Morris Davis (left), the Paul V. Profeta chair of Real Estate and academic director for the Rutgers Center for Real Estate, moderates a Q&A with U.S. Sen. Cory Booker during the center’s conference on federal Opportunity Zones. — Photo by Fred Stucker/Courtesy: Rutgers Center for Real Estate
By Joshua Burd
U.S. Sen. Cory Booker has never been shy about touting opportunities in Newark.
He did so during his early years as the city’s mayor, about a decade ago, after he had watched major shipping companies unload their vessels at Port Newark-Elizabeth and haul their cargo to warehouses at Exit 8A — only to return north with the goods when it was time to distribute them across the country. It was all too perplexing, he said, given the vacant land in the port district that could house Newark’s own large industrial buildings.
Unlocking that potential was a matter of spreading the word and offering support to the private-sector developers that could help the city achieve that goal.
“Now you see that reality,” Booker said. “So it was a partnership of local leaders understanding the dynamics of their community and the areas that needed investment — and finding great people to invest capital in those areas — that has created a dramatic, dramatic change in the city of Newark.
“That needs to be replicated a million times across America. Those kinds of partnerships are critical.”
The state’s junior senator wasn’t simply reliving the past on Monday as he spoke to more than 200 of New Jersey’s commercial real estate leaders. Instead, he was offering a playbook for making the most of the new highly touted federal Opportunity Zone program, which he co-authored and is now being rolled out across the country.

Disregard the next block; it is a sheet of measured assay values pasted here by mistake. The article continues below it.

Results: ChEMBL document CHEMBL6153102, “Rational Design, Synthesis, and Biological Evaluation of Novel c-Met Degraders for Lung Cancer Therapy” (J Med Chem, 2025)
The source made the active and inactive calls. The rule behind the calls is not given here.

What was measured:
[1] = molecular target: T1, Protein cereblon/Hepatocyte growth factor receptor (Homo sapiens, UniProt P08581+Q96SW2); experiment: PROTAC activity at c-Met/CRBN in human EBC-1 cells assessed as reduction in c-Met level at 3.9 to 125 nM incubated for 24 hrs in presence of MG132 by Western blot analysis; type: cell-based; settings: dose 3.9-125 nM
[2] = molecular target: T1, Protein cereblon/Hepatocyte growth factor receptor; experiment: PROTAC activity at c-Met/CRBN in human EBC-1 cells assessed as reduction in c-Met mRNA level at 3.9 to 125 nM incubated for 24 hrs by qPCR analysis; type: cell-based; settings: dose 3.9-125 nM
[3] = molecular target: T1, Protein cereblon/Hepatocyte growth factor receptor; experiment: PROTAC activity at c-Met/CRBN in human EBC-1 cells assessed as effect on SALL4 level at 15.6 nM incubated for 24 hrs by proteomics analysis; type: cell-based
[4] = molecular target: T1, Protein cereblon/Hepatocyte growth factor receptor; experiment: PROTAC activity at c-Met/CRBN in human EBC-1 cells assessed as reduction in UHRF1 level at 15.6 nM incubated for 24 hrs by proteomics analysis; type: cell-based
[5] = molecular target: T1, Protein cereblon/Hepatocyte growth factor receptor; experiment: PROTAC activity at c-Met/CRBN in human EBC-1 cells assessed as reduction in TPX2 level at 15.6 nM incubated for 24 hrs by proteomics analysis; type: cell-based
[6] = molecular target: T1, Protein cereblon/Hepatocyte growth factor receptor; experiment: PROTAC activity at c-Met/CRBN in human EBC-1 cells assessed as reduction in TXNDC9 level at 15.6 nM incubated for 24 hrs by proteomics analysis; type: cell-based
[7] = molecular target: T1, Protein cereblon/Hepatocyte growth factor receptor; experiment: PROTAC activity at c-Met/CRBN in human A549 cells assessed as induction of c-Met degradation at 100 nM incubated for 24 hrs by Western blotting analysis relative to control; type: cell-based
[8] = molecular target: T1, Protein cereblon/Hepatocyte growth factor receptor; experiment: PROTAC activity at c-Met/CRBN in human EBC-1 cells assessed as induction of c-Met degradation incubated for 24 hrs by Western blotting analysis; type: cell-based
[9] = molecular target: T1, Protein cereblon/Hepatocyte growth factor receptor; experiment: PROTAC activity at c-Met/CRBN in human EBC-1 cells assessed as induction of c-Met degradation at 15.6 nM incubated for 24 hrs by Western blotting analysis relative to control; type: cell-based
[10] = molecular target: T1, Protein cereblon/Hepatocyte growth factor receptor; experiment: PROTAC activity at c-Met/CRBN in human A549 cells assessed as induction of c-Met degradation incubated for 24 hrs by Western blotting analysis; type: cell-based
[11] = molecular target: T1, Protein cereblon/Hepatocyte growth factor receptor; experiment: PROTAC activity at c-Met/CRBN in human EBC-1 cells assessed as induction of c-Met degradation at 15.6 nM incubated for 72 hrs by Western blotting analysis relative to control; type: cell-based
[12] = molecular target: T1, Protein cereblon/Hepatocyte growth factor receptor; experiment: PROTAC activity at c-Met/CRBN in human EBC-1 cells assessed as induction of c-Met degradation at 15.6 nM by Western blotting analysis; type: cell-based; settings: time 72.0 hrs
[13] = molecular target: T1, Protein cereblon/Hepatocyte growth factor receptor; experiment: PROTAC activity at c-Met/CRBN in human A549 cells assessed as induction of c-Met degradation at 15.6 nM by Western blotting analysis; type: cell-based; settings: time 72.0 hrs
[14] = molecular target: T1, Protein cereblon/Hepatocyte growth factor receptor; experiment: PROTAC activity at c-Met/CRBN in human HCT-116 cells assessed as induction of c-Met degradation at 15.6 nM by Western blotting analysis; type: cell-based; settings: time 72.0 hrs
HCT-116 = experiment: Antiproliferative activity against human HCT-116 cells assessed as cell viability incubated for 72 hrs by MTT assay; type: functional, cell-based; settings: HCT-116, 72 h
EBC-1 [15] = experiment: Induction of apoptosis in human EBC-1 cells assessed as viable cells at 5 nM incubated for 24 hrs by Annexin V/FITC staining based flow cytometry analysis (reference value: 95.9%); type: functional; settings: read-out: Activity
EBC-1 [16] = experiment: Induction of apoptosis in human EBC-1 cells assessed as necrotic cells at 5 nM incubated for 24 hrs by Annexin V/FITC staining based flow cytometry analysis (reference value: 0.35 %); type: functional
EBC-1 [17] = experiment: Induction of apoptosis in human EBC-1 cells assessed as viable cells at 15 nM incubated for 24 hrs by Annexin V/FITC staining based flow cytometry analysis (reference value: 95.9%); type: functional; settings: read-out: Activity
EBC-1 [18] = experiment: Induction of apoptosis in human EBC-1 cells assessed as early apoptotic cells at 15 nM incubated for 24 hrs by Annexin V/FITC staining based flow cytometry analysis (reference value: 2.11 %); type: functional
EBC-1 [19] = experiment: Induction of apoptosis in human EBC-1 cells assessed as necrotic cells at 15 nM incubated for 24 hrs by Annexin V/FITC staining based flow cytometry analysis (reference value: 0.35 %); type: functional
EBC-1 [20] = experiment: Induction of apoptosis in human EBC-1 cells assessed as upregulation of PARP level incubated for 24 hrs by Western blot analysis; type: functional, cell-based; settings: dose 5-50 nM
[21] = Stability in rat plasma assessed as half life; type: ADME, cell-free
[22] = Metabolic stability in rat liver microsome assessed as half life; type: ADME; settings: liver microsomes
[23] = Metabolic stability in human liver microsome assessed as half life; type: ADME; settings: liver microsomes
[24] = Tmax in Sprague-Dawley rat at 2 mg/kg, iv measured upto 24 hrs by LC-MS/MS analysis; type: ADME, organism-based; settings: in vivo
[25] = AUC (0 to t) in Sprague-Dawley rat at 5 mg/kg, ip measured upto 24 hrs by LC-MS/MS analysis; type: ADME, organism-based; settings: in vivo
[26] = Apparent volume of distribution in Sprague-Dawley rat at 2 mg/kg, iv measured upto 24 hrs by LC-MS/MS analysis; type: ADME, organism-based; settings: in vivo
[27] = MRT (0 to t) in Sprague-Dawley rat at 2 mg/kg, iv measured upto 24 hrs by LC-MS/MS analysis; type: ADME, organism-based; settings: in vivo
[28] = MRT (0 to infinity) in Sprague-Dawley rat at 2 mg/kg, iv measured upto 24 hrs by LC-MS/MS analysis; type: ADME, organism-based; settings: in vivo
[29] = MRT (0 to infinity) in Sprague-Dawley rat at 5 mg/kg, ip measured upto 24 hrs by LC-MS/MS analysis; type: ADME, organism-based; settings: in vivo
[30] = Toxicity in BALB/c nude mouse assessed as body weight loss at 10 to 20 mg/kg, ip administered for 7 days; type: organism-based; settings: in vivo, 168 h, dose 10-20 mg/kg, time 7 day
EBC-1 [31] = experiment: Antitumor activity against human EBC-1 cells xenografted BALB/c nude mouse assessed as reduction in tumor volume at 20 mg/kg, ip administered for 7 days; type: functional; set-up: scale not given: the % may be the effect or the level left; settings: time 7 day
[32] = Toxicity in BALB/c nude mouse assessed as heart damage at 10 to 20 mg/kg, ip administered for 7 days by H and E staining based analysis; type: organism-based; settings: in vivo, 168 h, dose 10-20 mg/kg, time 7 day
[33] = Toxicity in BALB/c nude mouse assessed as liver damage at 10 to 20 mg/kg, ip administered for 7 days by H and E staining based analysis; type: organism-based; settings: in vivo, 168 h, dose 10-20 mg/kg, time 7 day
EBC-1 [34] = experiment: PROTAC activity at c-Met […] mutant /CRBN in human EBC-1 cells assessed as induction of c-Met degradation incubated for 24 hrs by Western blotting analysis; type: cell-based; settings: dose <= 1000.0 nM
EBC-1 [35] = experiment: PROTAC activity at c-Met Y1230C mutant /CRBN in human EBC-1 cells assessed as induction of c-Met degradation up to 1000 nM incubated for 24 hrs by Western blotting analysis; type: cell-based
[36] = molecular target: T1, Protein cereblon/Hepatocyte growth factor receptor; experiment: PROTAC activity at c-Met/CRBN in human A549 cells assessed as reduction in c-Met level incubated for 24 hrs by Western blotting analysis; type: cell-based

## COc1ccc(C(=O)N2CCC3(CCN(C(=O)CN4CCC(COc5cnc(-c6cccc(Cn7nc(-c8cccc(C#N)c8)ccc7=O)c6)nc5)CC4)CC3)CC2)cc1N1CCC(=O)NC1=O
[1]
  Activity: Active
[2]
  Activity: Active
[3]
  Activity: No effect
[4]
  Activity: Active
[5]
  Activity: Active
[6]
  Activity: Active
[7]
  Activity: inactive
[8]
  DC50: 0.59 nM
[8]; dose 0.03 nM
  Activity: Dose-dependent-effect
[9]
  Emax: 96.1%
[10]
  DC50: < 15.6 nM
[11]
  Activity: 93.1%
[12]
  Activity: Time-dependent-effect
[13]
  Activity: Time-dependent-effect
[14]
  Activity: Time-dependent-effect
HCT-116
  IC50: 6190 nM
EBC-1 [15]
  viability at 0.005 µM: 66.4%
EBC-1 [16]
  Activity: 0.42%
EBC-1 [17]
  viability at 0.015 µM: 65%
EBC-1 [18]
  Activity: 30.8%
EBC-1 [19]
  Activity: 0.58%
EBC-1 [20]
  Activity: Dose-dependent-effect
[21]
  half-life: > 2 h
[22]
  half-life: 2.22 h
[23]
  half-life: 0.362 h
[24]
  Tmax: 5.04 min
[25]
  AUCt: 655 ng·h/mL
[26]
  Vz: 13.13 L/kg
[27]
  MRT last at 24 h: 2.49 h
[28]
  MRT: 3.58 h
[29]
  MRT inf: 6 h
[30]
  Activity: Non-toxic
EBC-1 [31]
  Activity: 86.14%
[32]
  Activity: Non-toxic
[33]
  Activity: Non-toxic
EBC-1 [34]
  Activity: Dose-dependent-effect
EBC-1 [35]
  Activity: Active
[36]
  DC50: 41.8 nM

The program is far from perfect in its early stages, Booker said, but offers a powerful new incentive for the private and public sectors to steer economic development to low-income areas.
“These are the kinds of win-wins you can create when you create coalitions,” Booker told a sold-out crowd in New Brunswick, where the Rutgers Center for Real Estate hosted a wide-ranging conference on Opportunity Zones. “Not just public-private, but public-private-nonprofit partnerships that can really expand opportunities.”
Included as part of this year’s federal tax reform, the Opportunity Zone program seeks to drive long-term capital investments to low-income and distressed areas, in part by offering major tax incentives. The program allows investors to defer and potentially reduce capital gains taxes, depending on the hold period, by redeploying the proceeds into a fund that targets certain neighborhoods by the end of 2019.
Investors and so-called qualified opportunity funds also have the chance to exclude the gain on all appreciation if they hold the investment for at least 10 years.
The federal government has approved zones in 169 low-income census tracts across 75 municipalities in New Jersey, which have caught the attention of the state’s development community in recent months. State officials are now working on tools that will help steer investors to those neighborhoods, but as Booker noted, “the beauty of the bill” is that the choice ultimately rests with the private sector.
“Government has a light touch here,” said Booker, who co-authored the legislation with South Carolina Sen. Tim Scott. “It’s really the investors themselves now deciding where to invest. I don’t think government should be picking winners and losers.”
Booker spoke Monday during a Q&A with Morris Davis, the Paul V. Profeta chair of Real Estate and academic director for the Rutgers program, in a candid discussion about the implementation of the Opportunity Zone legislation. The offering has generated excitement and interest, he said, but the program has been uneven in its rollout and still faces hurdles going forward.